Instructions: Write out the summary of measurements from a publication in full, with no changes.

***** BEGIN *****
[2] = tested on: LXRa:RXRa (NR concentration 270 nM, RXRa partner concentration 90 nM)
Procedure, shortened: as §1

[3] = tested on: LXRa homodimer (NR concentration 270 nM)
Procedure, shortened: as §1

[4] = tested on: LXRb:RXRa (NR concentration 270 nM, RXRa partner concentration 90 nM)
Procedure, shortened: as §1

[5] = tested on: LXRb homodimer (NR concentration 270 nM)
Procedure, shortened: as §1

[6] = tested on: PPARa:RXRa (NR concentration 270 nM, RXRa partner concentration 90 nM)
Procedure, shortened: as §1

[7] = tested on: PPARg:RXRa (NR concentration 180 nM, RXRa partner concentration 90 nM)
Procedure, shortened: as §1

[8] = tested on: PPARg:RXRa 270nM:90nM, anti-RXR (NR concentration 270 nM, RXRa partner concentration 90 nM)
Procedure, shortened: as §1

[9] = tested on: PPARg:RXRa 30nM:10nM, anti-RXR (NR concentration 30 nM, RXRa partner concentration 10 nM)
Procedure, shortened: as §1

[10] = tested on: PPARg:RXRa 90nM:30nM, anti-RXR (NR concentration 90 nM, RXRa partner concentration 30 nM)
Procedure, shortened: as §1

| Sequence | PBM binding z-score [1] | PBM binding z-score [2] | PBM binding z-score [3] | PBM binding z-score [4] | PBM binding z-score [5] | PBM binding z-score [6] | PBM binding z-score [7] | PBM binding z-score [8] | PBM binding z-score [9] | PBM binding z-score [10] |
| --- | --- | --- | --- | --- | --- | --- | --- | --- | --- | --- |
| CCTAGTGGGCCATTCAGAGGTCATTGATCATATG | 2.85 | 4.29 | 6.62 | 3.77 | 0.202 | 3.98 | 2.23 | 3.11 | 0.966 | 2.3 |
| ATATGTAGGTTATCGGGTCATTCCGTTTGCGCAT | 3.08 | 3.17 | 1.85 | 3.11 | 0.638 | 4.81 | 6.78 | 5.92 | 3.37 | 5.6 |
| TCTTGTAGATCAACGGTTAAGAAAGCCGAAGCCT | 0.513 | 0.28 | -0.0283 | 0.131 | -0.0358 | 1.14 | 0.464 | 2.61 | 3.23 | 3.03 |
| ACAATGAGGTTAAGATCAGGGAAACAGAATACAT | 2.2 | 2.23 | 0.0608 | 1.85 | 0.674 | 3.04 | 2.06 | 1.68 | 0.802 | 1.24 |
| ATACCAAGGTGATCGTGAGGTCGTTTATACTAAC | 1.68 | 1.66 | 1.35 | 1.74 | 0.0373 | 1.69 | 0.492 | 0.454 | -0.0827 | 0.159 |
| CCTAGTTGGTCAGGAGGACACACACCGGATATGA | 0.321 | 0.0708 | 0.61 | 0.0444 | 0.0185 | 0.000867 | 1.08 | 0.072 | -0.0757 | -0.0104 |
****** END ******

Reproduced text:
[2] = tested on: LXRa:RXRa (NR concentration 270 nM, RXRa partner concentration 90 nM)
Procedure, shortened: as §1

[3] = tested on: LXRa homodimer (NR concentration 270 nM)
Procedure, shortened: as §1

[4] = tested on: LXRb:RXRa (NR concentration 270 nM, RXRa partner concentration 90 nM)
Procedure, shortened: as §1

[5] = tested on: LXRb homodimer (NR concentration 270 nM)
Procedure, shortened: as §1

[6] = tested on: PPARa:RXRa (NR concentration 270 nM, RXRa partner concentration 90 nM)
Procedure, shortened: as §1

[7] = tested on: PPARg:RXRa (NR concentration 180 nM, RXRa partner concentration 90 nM)
Procedure, shortened: as §1

[8] = tested on: PPARg:RXRa 270nM:90nM, anti-RXR (NR concentration 270 nM, RXRa partner concentration 90 nM)
Procedure, shortened: as §1

[9] = tested on: PPARg:RXRa 30nM:10nM, anti-RXR (NR concentration 30 nM, RXRa partner concentration 10 nM)
Procedure, shortened: as §1

[10] = tested on: PPARg:RXRa 90nM:30nM, anti-RXR (NR concentration 90 nM, RXRa partner concentration 30 nM)
Procedure, shortened: as §1

| Sequence | PBM binding z-score [1] | PBM binding z-score [2] | PBM binding z-score [3] | PBM binding z-score [4] | PBM binding z-score [5] | PBM binding z-score [6] | PBM binding z-score [7] | PBM binding z-score [8] | PBM binding z-score [9] | PBM binding z-score [10] |
| --- | --- | --- | --- | --- | --- | --- | --- | --- | --- | --- |
| CCTAGTGGGCCATTCAGAGGTCATTGATCATATG | 2.85 | 4.29 | 6.62 | 3.77 | 0.202 | 3.98 | 2.23 | 3.11 | 0.966 | 2.3 |
| ATATGTAGGTTATCGGGTCATTCCGTTTGCGCAT | 3.08 | 3.17 | 1.85 | 3.11 | 0.638 | 4.81 | 6.78 | 5.92 | 3.37 | 5.6 |
| TCTTGTAGATCAACGGTTAAGAAAGCCGAAGCCT | 0.513 | 0.28 | -0.0283 | 0.131 | -0.0358 | 1.14 | 0.464 | 2.61 | 3.23 | 3.03 |
| ACAATGAGGTTAAGATCAGGGAAACAGAATACAT | 2.2 | 2.23 | 0.0608 | 1.85 | 0.674 | 3.04 | 2.06 | 1.68 | 0.802 | 1.24 |
| ATACCAAGGTGATCGTGAGGTCGTTTATACTAAC | 1.68 | 1.66 | 1.35 | 1.74 | 0.0373 | 1.69 | 0.492 | 0.454 | -0.0827 | 0.159 |
| CCTAGTTGGTCAGGAGGACACACACCGGATATGA | 0.321 | 0.0708 | 0.61 | 0.0444 | 0.0185 | 0.000867 | 1.08 | 0.072 | -0.0757 | -0.0104 |